By Michael YEGHIAYAN
The Homenetmen Western Region Educational Committee held its Teen Substance & Alcohol Abuse Workshop on Tuesday, bringing a panel of experts to St. Mary’s Armenian Apostolic Church in Glendale.
The bilingual lecture and interactive forum aimed to educate parents and open the lines of communication on the topic of substance abuse among minors, particularly the area’s Armenian youth.
Attorneys Garo Ghazarian and Mary Der Parseghian were joined by Glendale Police Officer Joe Allen, who specializes in narcotics, and marriage and family therapist Nora Chitilian-Keleshian to cover a wide scope of the impact of drug and alcohol use among area teens.
The speakers underlined the importance in understanding that minors who take unnecessary risks put a number of people in jeopardy, from the well being of innocent bystanders to the financial obligation of parents and guardians. The liability can be huge, with civil litigation potentially putting a family’s home at risk.
Defense attorney Ghazarian advocated a heavy level of parental involvement in a child’s life, while avoiding behavior that fosters dependence. He argued that many teenagers believe that with money and a lawyer their mistakes can be forgiven with a clean slate, but that is often not the case.
“Armenians in the United States have plentiful opportunities, especially compared to the youth in Armenia,” he said. “The problem is that when something is handed to us on a silver platter, many take it for granted.”
Ghazarian also encouraged parents to rethink the way they communicate with their children and to forsake traditional taboos that cause important topics to remain undiscussed. He spoke with great passion about the long-term effects of a teenager’s mistakes, describing the consequences with his experience as a litigator.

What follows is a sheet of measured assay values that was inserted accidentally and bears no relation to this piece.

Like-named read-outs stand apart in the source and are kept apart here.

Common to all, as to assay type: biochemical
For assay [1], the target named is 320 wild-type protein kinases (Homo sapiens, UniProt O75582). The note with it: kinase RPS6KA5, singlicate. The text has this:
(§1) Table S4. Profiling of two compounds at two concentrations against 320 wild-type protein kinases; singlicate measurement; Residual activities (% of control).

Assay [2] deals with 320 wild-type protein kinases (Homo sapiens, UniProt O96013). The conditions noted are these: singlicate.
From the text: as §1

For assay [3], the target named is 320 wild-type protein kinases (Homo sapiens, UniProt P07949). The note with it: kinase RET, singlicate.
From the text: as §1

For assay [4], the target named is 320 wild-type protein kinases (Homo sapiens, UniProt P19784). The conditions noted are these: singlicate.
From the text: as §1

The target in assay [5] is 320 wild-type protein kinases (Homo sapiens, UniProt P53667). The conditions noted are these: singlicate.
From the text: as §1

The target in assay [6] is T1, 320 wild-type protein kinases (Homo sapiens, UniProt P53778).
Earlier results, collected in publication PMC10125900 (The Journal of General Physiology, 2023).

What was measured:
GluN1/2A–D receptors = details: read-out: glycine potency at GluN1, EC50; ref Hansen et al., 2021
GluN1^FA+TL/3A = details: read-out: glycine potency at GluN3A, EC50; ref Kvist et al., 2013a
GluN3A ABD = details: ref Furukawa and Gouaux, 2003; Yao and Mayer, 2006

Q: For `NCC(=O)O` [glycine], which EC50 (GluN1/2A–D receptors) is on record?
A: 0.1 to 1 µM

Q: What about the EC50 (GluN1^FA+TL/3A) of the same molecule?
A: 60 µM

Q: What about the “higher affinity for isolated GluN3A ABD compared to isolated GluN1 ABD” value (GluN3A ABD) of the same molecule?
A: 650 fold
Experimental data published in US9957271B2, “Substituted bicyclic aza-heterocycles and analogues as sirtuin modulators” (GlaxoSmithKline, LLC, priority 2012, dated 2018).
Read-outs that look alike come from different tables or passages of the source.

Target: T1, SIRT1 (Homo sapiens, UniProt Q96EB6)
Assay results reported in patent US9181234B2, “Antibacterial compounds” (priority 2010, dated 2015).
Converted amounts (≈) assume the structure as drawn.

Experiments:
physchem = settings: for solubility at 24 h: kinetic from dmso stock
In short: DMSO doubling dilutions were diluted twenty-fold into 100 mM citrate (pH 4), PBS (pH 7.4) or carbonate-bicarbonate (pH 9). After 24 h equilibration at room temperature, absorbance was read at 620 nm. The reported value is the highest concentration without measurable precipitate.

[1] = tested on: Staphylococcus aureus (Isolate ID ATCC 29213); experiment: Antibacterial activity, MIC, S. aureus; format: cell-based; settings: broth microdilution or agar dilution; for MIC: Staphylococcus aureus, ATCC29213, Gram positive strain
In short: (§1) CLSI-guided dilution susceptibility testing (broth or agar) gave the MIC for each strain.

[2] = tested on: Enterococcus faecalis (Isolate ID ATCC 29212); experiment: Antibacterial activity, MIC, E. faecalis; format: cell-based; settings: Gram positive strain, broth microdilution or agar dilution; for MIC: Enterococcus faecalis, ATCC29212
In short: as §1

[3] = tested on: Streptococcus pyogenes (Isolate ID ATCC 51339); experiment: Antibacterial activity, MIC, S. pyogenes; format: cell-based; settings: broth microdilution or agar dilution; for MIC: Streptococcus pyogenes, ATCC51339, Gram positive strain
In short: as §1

“When it comes to communication, we are not good at it. We do not want to talk about bad things,” said Ghazarian. “We say, ‘It will pass,’ but it will not pass; it will not pass on its own.”
Another major topic of discussion was the growth of social media and the risks it carries when used by middle and high school students with little parental involvement. Officer Allen framed the problem of drugs in the area as limited to a “small segment” of the community but warned attendees of the widespread impact of even a small percentage of users.
The growth of social networks has led to a nationwide problem of underage “sexting,” the sharing of sexually explicit photographs through texts or social media. This trend has major legal implications with potential child pornography related charges for all parties involved – those asking for, sending, or possessing illegal images.
“There is very little privacy. People can look at it or find out very easily,” said Officer Allen. “Online as well as offline – understand what your kids are into.”
The 23-year police veteran also warned parents of the risks associated with legal or misused substances that can be abused by teenagers. These include pharmaceuticals, household products, and loosely regulated substances such as salvia and kratom that can be purchased by 18 year olds.
Family therapist Chitilian-Keleshian also explored the emotional aspect of drug abuse and counseled parents to the warning signs of a drug user. She asked parents to be mindful of personality changes, withdrawal of responsibility, changes in friends, and an increased secretiveness. These warning signs often call for an increase in parental involvement in the lives of their children.
“We need to look at this beyond a simple drug issue; we need to be looking at the psychological issues,” said Chitilian-Keleshian. “The last thing we want to do is unfairly judge someone or criticize them when they have a problem.”